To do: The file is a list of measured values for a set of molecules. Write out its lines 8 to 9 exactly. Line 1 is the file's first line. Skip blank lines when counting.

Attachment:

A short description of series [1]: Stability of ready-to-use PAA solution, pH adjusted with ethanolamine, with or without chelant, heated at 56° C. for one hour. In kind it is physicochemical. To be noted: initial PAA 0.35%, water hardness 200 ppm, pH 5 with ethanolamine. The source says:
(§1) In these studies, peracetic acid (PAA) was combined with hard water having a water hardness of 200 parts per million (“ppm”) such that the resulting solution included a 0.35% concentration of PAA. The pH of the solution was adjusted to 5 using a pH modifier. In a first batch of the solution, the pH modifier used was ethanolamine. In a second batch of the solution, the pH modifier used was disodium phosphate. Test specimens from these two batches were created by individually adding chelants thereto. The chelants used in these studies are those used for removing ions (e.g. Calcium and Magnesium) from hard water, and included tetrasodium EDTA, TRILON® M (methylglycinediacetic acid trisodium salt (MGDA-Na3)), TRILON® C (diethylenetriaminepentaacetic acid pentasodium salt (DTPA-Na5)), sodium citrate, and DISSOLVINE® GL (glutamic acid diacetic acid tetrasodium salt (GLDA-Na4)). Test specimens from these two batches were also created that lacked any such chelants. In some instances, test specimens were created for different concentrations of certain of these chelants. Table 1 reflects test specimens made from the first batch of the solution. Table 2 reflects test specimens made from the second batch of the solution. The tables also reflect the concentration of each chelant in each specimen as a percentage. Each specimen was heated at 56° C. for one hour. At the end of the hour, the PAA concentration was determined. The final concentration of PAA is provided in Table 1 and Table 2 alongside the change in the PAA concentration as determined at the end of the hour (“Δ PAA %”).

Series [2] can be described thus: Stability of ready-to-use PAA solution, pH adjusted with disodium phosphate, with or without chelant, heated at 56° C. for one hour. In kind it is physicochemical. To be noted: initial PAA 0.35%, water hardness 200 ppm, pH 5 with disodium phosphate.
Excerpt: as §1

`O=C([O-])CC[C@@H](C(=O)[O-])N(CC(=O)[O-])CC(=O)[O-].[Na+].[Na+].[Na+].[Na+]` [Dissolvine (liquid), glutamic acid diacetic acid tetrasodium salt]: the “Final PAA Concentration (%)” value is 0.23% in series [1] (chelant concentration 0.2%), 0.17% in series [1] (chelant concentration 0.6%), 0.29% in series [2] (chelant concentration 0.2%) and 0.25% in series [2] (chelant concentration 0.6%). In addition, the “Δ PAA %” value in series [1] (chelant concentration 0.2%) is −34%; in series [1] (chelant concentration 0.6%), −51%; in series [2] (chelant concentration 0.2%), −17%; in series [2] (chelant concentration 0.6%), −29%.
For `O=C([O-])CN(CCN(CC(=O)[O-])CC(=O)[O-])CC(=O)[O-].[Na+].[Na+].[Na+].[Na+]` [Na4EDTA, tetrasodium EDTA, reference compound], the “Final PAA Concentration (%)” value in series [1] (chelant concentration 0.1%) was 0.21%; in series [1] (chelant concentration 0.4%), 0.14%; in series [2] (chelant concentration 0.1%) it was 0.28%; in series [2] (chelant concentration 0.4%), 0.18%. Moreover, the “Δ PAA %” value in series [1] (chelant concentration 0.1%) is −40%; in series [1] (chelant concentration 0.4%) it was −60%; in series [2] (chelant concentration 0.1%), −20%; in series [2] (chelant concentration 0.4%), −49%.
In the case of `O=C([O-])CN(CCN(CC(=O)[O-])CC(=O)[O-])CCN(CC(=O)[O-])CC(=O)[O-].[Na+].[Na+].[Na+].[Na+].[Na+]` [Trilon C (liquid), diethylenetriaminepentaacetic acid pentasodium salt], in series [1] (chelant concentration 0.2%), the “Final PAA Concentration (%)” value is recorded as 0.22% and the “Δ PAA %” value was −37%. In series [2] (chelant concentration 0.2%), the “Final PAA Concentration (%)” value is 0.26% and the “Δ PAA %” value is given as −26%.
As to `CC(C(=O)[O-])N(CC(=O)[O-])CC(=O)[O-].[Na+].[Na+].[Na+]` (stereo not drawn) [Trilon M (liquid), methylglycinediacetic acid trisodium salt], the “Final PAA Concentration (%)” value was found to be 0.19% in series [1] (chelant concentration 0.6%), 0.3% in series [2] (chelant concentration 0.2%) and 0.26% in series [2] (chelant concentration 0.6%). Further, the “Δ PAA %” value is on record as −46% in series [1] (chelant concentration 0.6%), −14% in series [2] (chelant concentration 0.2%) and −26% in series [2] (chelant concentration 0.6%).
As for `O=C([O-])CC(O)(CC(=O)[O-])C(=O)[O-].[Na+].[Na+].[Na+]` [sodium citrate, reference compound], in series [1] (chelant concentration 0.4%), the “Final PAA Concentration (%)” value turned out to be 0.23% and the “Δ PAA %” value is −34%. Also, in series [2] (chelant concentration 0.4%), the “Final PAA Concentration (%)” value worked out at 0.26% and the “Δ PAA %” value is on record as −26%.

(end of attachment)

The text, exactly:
As to `CC(C(=O)[O-])N(CC(=O)[O-])CC(=O)[O-].[Na+].[Na+].[Na+]` (stereo not drawn) [Trilon M (liquid), methylglycinediacetic acid trisodium salt], the “Final PAA Concentration (%)” value was found to be 0.19% in series [1] (chelant concentration 0.6%), 0.3% in series [2] (chelant concentration 0.2%) and 0.26% in series [2] (chelant concentration 0.6%). Further, the “Δ PAA %” value is on record as −46% in series [1] (chelant concentration 0.6%), −14% in series [2] (chelant concentration 0.2%) and −26% in series [2] (chelant concentration 0.6%).
As for `O=C([O-])CC(O)(CC(=O)[O-])C(=O)[O-].[Na+].[Na+].[Na+]` [sodium citrate, reference compound], in series [1] (chelant concentration 0.4%), the “Final PAA Concentration (%)” value turned out to be 0.23% and the “Δ PAA %” value is −34%. Also, in series [2] (chelant concentration 0.4%), the “Final PAA Concentration (%)” value worked out at 0.26% and the “Δ PAA %” value is on record as −26%.